Authorities from France to South Korea to the United States announced investigations and threatened legal action, prompting Volkswagen to announce that it was setting aside 6.5 billion euros in provisions for the third quarter to cover the potential costs of the scandal.
VW shares, which dived 17 per cent on Monday, plunged by another 23 per cent to a low of 101.30 euros during trade on the stock exchange here as the automaker’s new revelations, including a warning that it will have to lower its profit outlook, sent investors fleeing.
“Further internal investigations have shown that the software concerned is also installed in other diesel vehicles,” VW said in a statement.
“Anomalies have shown up in around 11 million cars worldwide that are equipped with a specific engine type,” the car manufacturer added.
“In order to cover the necessary service and other measures to win back customer confidence, VW plans to set aside 6.5 billion euros in provisions in the third quarter. The group’s earnings targets for 2015 will be adjusted accordingly.”
The spiralling scandal has led to France calling for a Europe-wide probe into the revelations, South Korea summoning Volkswagen officials, and the US Justice Department reportedly launching a criminal investigation.
The scandal went public Friday when US regulators ordered Volkswagen, the world’s largest automaker by sales, to fix the defect and said they were launching a probe.
The German firm halted all diesel vehicle sales in the United States during the US investigation, which could lead to fines of more than $18 billion.
The shockwave immediately hit stock markets, with VW shedding more than a quarter of their value — or more than 20 billion euros — since last week.
Other automobile stocks were also dragged lower with Daimler shares down 7.03 per cent and BMW shedding 7.17 per cent today.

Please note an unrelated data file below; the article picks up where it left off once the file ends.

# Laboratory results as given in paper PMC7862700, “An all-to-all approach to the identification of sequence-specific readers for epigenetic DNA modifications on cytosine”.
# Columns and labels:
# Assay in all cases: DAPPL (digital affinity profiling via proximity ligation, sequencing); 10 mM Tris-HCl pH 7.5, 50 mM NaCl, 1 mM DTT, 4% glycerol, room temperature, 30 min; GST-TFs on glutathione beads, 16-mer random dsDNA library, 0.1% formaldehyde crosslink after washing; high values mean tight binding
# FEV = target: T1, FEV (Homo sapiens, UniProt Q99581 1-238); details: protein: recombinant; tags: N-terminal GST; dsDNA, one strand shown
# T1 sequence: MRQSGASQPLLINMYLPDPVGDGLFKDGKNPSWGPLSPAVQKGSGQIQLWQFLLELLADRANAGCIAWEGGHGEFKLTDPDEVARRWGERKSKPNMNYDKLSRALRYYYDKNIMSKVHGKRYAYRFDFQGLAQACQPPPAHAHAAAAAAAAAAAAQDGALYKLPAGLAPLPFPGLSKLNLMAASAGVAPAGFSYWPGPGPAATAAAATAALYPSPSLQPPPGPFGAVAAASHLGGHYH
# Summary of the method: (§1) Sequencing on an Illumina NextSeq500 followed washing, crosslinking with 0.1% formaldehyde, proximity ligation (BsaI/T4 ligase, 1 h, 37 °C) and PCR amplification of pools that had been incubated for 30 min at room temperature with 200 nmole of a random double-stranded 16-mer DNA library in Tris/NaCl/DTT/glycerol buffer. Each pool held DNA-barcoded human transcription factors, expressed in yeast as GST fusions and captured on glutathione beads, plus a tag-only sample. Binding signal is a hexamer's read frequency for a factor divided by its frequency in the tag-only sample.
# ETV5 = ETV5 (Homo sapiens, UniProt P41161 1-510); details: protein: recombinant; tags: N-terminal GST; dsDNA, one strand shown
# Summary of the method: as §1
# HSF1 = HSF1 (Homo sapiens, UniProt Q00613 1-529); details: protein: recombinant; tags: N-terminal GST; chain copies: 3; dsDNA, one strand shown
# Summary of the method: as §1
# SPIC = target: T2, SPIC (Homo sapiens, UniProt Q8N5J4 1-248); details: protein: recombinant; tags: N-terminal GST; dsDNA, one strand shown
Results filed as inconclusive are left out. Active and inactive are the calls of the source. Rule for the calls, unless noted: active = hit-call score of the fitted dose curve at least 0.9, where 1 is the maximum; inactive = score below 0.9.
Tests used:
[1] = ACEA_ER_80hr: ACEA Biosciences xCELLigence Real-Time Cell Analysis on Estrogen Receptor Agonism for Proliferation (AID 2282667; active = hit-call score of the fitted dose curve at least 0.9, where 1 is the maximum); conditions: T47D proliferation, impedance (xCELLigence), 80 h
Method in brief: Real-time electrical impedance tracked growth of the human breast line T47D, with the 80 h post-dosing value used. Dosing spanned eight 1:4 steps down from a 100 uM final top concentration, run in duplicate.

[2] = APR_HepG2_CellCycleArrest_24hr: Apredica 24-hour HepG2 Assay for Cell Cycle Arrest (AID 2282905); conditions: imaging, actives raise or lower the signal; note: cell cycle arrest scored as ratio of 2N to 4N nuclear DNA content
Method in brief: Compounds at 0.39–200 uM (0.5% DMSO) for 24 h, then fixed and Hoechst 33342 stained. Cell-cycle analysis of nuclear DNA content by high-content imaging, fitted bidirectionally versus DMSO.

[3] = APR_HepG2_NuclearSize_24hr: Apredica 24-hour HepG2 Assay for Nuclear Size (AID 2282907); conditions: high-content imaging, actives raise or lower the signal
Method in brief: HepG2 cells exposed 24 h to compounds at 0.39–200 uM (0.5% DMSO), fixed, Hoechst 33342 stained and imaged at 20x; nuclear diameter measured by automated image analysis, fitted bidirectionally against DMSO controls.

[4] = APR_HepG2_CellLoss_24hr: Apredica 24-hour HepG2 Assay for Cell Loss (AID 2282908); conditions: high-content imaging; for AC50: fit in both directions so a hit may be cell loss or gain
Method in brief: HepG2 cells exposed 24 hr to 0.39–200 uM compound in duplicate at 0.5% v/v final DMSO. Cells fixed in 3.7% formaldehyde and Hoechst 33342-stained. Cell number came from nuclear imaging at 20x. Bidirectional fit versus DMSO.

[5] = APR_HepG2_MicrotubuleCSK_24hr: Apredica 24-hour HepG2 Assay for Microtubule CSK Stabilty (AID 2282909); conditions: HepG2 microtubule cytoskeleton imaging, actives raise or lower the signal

French Finance Minister Michel Sapin today requested a Europe-wide probe, telling French radio that it seemed necessary to check cars manufactured by other European car makers in order to reassure the public.
“This is not a minor subject, it’s not about speed or the quality of leather,” Sapin told Europe 1 radio station.
“What we are dealing with is making sure people avoid being poisoned by pollution,” the minister said.
South Korean officials summoned VW representatives for explanations today. “We will start conducting tests no later than next month,” said a senior official at the environment ministry.
In addition to the environmental probe already under way, the US Department of Justice has launched a criminal investigation, US officials told the Bloomberg news agency. The Justice Department and Volkswagen declined to comment on the report.
According to the US authorities, VW has admitted that it had equipped about 482,000 cars in the United States with sophisticated software that covertly turns off pollution controls when the car is being driven and turns them on only when it detects that the vehicle is undergoing an emissions test.
With the so-called “defeat device” deactivated, the car can spew pollutant gases into the air, including nitrogen oxide in amounts as much as 40 times higher than emissions standards, said the US Environmental Protection Agency, which announced the allegations Friday along with California authorities. — AFP